City councilmembers and many residents who live in the neighborhood around Fullerton College expressed opposition to the proposed stadium at Sherbeck Field at the June 18 council meeting, citing the impacts on traffic, noise, and light outlined in the recently-released Draft Environmental Impact Report (DEIR). The report acknowledges the stadium would significantly impact noise and traffic, and mitigation is not possible.
The city is preparing a formal comment letter regarding the proposed stadium, which will include input from council members, as well as members of the public.
Stephen T. Blount, who is on the NOCCCD Board of Trustees, spoke against the project.
Ken Bane, who represents 568 neighbors who have stated their opposition to the project, expressed concerns about traffic and other impacts on the neighborhood. He said that that the city has land use authority over non-classroom uses of the college property, and that the college should have to go through the usual city approval process.
Cleverly, Fullerton College evaded this requirement by claiming that the stadium will be used as an “outdoor classroom.”
Clay Gaetje, who read the entire 4,000 page DEIR and wrote an insightful critique of it in the mid June issue of the Observer, said, “ This is really about control. The district wants complete autonomy to do what it wants. They don’t want to share a stadium. It’s claiming an exemption they are not entitled to. A community college district is not a school district, and a stadium is not a classroom.”
“Please tell Fullerton College they are not exempt from the city’s laws just because they call their stadium a classroom,” said Damion Lloyd.
One resident pointed out that this is the fourth time Fullerton College has tried to build a stadium, despite the neighbor’s opposition.
Another pointed out that the Fullerton College football team is actually on probation for violating California Community College Athletic Association rules. The team was forced to forfeit its 2017 season wins, consequently losing the national championship and forfeiting its 2018 victories due to ineligible players that were on their roster.
Sean Paden pointed out that the money being used for the stadium (Measure J) was actually supposed to be for veteran’s services.
Chris Gaarder, who is on the Fullerton Planning Commission, said that he’s spoken to members of the High School district board, and they’re eager to allow Fullerton College to use their stadium, which is right across the street.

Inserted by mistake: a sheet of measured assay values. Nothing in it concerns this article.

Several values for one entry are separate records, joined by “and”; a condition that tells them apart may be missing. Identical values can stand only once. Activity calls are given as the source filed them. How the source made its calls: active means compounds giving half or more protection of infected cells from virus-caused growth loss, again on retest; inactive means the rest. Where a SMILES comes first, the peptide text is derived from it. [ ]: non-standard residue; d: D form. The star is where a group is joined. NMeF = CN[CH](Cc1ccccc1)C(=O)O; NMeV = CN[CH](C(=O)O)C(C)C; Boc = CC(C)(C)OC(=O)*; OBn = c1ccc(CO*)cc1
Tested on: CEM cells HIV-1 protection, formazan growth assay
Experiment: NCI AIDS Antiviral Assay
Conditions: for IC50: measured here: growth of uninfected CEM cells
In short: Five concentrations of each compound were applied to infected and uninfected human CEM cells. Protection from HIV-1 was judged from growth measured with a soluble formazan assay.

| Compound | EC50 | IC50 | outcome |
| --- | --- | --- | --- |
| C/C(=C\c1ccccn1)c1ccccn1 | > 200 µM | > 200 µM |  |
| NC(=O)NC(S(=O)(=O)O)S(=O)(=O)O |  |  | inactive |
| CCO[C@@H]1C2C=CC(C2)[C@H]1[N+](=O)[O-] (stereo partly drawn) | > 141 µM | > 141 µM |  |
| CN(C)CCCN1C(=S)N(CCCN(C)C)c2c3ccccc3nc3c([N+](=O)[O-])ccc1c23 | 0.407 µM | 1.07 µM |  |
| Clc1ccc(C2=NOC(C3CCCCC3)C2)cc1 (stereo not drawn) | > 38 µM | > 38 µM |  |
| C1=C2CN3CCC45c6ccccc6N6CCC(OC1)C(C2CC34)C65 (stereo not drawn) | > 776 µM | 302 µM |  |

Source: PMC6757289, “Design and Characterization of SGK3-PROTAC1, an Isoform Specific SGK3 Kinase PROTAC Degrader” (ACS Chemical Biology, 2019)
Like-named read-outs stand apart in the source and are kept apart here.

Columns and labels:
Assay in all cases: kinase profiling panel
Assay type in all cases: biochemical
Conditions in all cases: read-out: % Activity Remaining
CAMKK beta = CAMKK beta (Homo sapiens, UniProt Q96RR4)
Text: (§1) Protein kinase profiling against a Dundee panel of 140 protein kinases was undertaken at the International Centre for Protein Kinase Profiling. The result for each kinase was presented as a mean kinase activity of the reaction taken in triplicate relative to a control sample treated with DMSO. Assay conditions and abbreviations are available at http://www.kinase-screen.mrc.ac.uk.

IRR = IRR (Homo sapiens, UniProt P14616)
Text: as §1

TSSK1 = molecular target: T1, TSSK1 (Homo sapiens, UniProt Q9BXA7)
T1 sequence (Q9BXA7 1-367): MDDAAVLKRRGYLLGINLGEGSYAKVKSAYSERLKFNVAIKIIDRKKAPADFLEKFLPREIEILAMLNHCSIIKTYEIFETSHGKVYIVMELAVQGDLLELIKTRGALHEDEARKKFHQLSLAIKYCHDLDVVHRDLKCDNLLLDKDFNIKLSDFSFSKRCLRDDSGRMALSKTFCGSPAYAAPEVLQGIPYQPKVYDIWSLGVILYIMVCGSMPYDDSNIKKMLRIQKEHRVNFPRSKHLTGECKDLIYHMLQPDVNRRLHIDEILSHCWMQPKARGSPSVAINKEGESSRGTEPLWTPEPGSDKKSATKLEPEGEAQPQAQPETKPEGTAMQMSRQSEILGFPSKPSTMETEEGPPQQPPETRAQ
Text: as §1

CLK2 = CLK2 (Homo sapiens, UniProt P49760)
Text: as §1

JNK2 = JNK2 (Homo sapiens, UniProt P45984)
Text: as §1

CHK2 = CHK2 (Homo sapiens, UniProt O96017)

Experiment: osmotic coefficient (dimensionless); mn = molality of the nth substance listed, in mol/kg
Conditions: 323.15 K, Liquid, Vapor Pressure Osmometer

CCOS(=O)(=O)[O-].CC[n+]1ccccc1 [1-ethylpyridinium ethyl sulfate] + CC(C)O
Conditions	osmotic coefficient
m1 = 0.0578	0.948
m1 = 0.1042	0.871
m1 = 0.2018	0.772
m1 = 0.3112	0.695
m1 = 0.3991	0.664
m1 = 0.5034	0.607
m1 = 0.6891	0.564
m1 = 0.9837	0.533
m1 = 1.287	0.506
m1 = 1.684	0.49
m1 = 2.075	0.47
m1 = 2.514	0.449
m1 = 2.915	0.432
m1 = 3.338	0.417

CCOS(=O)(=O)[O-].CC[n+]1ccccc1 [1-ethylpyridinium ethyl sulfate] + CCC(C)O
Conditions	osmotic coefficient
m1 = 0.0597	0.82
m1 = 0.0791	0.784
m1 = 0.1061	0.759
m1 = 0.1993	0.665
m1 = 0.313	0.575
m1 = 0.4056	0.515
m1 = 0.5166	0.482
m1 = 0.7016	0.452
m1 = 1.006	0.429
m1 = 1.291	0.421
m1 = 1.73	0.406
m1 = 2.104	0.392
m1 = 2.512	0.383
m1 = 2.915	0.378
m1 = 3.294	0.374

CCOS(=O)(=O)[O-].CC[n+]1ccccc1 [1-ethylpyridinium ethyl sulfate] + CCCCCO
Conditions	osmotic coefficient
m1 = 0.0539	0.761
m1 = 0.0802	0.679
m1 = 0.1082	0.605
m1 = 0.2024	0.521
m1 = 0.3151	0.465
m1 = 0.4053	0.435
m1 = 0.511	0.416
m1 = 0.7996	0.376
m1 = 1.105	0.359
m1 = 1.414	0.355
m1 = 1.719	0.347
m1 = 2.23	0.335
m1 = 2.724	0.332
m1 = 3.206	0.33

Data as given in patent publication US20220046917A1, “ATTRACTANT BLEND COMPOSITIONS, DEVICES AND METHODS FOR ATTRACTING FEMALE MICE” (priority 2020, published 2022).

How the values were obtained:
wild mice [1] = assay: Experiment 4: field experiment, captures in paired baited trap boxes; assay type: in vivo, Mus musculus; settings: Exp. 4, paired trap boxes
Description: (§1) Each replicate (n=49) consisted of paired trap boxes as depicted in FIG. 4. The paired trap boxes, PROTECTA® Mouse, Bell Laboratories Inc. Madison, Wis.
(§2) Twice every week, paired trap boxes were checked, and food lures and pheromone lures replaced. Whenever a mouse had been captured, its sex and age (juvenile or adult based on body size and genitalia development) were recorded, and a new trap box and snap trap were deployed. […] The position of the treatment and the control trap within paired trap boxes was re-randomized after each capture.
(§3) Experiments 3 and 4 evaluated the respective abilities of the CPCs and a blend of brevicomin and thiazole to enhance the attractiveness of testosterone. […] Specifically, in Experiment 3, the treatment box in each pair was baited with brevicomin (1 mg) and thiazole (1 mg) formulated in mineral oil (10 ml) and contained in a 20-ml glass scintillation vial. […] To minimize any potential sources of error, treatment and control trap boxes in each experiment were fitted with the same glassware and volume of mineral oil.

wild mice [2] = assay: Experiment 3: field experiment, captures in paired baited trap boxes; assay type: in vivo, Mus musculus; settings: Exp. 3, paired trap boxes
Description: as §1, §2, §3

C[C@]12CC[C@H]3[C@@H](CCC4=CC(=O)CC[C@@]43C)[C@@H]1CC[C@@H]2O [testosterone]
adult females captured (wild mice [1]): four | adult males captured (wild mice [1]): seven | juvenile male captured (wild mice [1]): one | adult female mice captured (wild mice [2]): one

Bob Singer, former Fullerton High School District Trustee, expressed concern about noise created by “rental” uses of the stadium, including concerts.
Before council discussion, Mayor Jesus Silva had to recuse himself because he lives within 500 feet of Fullerton College.
All four of the remaining council members expressed deep concern with the project, if not outright opposition.
“It would be my interest to communicate back to the college that we intend to protect the interests of the residents in the existing neighborhoods to the extent possible,” said councilmember Whitaker.
Councilmember Jan Flory was perhaps the most vocally opposed to the project.
“This project is so egregious, is so out of scope with the rest of the neighborhood,” said Flory, who echoed residents concerns regarding noise, light, and traffic. She also said that the impact on city infrastructure (roads, etc.) ought to be included in the report.
Flory also pointed out that “not one person, including college representatives, have come here to vouch for this project. If the college representatives can’t get their rear ends in here to advocate for their own project, I don’t think we should have any business even looking at the thing.”
Mayor Protem Jennifer Fitzgerald said that the DEIR inadequately includes public input, and it inadequately identifies alternatives, like using the Fullerton High School Stadium, or the CSUF stadium. She said that the stadium project should have to go through a local planning process because it is not a classroom use.
Council member Ahmad Zahra said, “I’m not seeing the benefit for the city on this one. It’s a one-sided business deal.” He suggested council Include in its comment letter that the city does not benefit economically from the project.
City Attorney Richard Jones said that the College is the primary decider on the project, not the city council. Council can provide comments, which the college is required to respond to in their final EIR.
This input from council and residents, will be submitted to the district. The public comment period for the DEIR ends on June 28. For more info visit www.fullcoll.edu/campusprojects/projects.
Categories: Local News
More Traffic, Less Open Space, More Noise, More Light Pollution, MORE MONEY!!!!!!